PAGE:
Wind chill &
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Wind chill forecast
The term wind chill goes back to the Antarctic explorer Paul A. Siple, who coined it in a study: "Adaptation of the Explorer to the Climate of Antarctica".
In 1940 Siple and Charles F. Passel conducted experiments on the time needed to freeze 250
grams of water in a plastic cylinder that was exposed to the elements.
The three parameters involved are:
The wind chill factor or equivalent temperature uses a neutral skin temperature of 33 °C as a baseline value, so only two parameters remain.
- the initial temperature of the water;
- the outside temperature;
- and the wind speed.
Definition: Wind chill accounts for loss of heat when warm air around a body is replaced with colder air. The factor is an indication of the effect of the combination of air temperature and wind speed on human comfort and safety.
The ability to forecast wind chill is especially important to yachtsmen since:
Indeed, the wind chill factor is a highly underrated tool to prevent hypothermia and frostbite on board!
This table provides equivalent temperatures and is based on the Steadman equation below, though many other variations exist:
- offshore weather forecasts rarely include a wind chill factor;
- both the wind speed and the apparent wind speed are likely to differ from the forecast true wind speed;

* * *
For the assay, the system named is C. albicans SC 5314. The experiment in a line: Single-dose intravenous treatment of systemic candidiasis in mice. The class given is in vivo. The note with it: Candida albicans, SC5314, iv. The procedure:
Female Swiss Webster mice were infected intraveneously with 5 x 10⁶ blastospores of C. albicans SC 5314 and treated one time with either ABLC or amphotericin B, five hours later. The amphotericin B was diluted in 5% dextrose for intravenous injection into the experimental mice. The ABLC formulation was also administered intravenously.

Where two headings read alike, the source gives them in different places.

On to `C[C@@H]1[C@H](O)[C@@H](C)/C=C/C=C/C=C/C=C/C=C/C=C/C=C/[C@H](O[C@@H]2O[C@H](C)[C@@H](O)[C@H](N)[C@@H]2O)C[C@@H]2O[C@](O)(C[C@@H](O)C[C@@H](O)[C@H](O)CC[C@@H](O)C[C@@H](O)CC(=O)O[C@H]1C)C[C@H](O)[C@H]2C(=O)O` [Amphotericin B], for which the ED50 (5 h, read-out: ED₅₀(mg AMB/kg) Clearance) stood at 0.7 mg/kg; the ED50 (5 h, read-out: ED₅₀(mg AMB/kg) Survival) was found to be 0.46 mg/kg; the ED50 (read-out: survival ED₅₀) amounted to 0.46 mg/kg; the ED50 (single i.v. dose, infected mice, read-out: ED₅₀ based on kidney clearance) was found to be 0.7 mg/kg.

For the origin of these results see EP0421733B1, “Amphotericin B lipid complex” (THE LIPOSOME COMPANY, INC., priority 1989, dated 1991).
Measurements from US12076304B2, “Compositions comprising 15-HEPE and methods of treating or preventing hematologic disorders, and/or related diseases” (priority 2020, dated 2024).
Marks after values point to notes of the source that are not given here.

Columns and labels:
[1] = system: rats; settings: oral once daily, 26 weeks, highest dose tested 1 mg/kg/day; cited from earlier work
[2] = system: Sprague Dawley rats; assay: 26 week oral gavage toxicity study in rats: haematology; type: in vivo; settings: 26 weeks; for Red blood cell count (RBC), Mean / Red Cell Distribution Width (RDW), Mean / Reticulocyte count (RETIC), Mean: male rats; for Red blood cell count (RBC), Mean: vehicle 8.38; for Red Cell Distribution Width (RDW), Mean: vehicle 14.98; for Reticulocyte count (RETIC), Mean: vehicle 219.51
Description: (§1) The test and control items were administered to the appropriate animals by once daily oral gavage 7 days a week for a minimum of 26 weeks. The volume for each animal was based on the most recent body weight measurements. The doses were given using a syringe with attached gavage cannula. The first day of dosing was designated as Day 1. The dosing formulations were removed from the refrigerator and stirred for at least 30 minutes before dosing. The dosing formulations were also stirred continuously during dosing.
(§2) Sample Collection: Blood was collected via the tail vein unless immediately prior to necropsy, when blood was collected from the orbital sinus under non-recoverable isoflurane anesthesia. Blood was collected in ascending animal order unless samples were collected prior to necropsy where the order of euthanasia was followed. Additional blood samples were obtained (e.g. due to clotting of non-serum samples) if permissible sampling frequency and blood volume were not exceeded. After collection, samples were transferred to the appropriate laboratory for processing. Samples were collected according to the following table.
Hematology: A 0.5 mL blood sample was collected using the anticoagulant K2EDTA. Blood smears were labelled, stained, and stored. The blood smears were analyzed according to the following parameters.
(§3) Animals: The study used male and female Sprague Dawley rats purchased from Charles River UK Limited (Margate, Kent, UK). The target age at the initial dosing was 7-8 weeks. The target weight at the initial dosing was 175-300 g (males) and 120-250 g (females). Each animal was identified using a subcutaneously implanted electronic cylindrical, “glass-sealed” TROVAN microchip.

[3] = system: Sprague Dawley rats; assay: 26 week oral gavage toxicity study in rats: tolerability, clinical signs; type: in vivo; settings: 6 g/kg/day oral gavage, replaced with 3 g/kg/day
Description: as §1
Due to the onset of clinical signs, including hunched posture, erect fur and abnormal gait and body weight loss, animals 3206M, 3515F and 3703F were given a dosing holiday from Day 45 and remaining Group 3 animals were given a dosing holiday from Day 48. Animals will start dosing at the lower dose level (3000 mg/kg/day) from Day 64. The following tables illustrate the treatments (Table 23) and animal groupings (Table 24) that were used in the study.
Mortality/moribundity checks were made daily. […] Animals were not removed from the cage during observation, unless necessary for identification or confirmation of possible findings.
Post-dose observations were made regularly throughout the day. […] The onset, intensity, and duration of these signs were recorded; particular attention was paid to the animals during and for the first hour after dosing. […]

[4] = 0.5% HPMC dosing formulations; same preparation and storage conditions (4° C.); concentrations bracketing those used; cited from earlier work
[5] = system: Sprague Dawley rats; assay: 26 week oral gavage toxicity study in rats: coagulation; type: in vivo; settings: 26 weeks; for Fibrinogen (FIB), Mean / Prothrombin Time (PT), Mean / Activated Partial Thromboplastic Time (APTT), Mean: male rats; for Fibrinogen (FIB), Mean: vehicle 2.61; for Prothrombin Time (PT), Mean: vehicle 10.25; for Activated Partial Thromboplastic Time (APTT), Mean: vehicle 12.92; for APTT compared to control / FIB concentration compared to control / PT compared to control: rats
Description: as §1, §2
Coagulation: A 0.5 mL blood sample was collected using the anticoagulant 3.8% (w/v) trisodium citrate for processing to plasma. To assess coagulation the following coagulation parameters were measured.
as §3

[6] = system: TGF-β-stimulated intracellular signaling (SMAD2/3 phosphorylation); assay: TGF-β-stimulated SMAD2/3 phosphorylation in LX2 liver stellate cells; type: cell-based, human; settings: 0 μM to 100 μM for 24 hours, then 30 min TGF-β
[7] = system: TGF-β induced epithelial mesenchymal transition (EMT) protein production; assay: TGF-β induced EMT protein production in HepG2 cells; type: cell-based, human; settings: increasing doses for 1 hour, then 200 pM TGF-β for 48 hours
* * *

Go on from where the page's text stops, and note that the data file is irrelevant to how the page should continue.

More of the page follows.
- the nature of sailing implies that the duration of exposure to wind chill can not be predicted;
- the threat of hypothermia can be anticipated by using the factor.
ET = 0.045(7.1766 x √KNOTS + 10.45 - 0.5145 x KNOTS)(Celsius - 33.0) + 33.0
Current inadequacies include:
- Forecasts made with these equations are reasonably sufficient, though work is being done at this very moment to obtain a better index or factor.
- the Siple and Passel experiment did not take into account that the water was stored in a container with properties of its own;
- there's no heat being generated in a water filled object, whereas the human body is constantly generating heat.
- the original experiment uses wind speed at 10 metres above ground.
- the current wind chill index also ignores other environmental factors such as sun shine, air humidity or precipitation;
- the equations are not valid above 40 knots and below 5 knots!
Conclusion: For your safety - even when sailing in the warmer waters of Greece or Turkey: anticipate and use the equivalent temperature to adequately forecast wind chill.
Bareboat sailing and assisted bareboat charters in the Ionian
How to prevent seasickness
The Beaufort wind scale
Anchoring & Mediterranean mooring techniques
Advanced coastal navigation course
For swimming/snokelling in Greece: Seawater surface temperatures